The Charlie Bravo Story

Stayin Aleve

“Man can live about forty days without food, about three days without water, about eight minutes without air, but only for one second without hope.” –

Sunday morning at the Casa, and all the kids are piled up on the bed with their Dad. Due to the knee situation, I’ve been keeping Chloe at bay, as her her antics are unpredictable and the slightest touch from even the most well-intentioned but rambunctious dog can be unbearable. But this morning the pain is a bit more manageable, so here she is, like she’s been here her whole life.

The last couple of weeks has caused me to have to eat the last eight years worth of posts unsalted. Although I still believe in the message, it’s embarassing to see how quickly that all it takes is a bit of adversity to cause all of the pontificating about hope and crates to just become ashes in my mouth.

We’re told repeatedly, “Just hang on, just a while longer”; Charlie herself uses those exact words in the first chapter of her book, but when we’re in the battle, the eternal question is “how?”. I remember back in 2014 BC (before Charlie) when I was laying in the Ouachita mountains with a ruptured colon as a result of getting off of a dual sport motorcycle when I should have stayed on. As Wolf Pen Gap is notorious for it’s lack of cell phone coverage, Zach had to leave me laying as he rode west towards the tiny town of Mena in search of help. While the chance of any medical attention that he might find being capable of handling internal injuries made that action in itself seemed futile, waddaya gonna do except what you can do?

I’ll never forget the feeling of seeing Zach’s tailight bouncing off and eventually disappearing into the woods. Especially surreal was that the distinctive thump of his Suzuki DR650 could still be heard for some time after any sight had vanished. But then all was quiet; the die was cast. He had his job to do, to find help help, and I had my job to do, to stay alive.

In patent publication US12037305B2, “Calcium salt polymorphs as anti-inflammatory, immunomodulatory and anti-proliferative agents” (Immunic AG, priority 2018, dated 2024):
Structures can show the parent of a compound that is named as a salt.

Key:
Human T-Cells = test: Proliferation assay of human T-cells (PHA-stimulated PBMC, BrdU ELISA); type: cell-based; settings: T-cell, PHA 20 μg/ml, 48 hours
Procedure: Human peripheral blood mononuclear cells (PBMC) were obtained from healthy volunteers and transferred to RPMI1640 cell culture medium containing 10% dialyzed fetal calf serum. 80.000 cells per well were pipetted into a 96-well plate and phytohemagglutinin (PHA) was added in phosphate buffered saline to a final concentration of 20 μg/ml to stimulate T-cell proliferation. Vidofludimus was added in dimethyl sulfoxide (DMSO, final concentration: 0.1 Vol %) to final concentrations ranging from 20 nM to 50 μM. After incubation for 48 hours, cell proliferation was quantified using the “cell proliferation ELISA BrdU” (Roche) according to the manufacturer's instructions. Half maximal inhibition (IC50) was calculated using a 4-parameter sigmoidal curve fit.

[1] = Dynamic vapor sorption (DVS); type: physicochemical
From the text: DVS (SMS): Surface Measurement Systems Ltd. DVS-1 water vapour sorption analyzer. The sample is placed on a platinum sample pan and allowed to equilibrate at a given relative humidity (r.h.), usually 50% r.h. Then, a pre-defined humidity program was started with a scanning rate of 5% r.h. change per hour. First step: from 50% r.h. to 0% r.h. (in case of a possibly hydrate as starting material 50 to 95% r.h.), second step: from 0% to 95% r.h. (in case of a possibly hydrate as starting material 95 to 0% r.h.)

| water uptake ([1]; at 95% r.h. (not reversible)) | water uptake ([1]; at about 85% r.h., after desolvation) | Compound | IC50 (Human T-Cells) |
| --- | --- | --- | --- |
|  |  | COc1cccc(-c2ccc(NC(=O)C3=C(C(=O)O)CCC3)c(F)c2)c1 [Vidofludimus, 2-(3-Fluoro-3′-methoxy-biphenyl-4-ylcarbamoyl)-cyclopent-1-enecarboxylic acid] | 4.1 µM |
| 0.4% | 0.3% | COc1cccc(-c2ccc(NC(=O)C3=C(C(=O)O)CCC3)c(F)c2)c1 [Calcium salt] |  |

But how do you “stay alive?”, regardless of what the Bee Gees might suggest? It was obvious that I couldn’t reach inside my abdomen and pinch a tourniquet on my ruptured gut; besides, I’m a bit squeamish about fumbling around in the contents of my own colon. So, I had no say in the matter; all I could do was wait.

Obviously, Zach ended up finding help, a park ranger some eight miles away. A helicopter was called in and I was whisked away for a blind date with a colostomy bag, but that’s a story for another day.

It was a couple of months later when we found Charlie on the side of the road. As Zach and I passed her crate, I couldn’t help but remember how I felt back when I had no choice but to watch Zach’s tailight vanishing in the distance; we had to go back. And it’s been a wild ride ever since.

But what had she been doing inside that crate as we were unknowingly heading her way? Waiting. Now that I know just how just how headstrong she is, I realize that just waiting was probably the most difficult task that could have been required of her; boredom, claustrophobia, feelings of inadequacy exacerbating the torment of the crate. That’s a pain of a different kind, a pain that can make you frantic enough to make it even harder to wait.

But wait she did, and here we are. And by “we”, I mean all of us; some being on a part of their journey where forging ahead is on the agenda, others being required to hope and wait for “what’s next”.

And in my experience, “what’s next” is always better, regardless of how I’m feeling at the time…

We be of one blood, ye and I.

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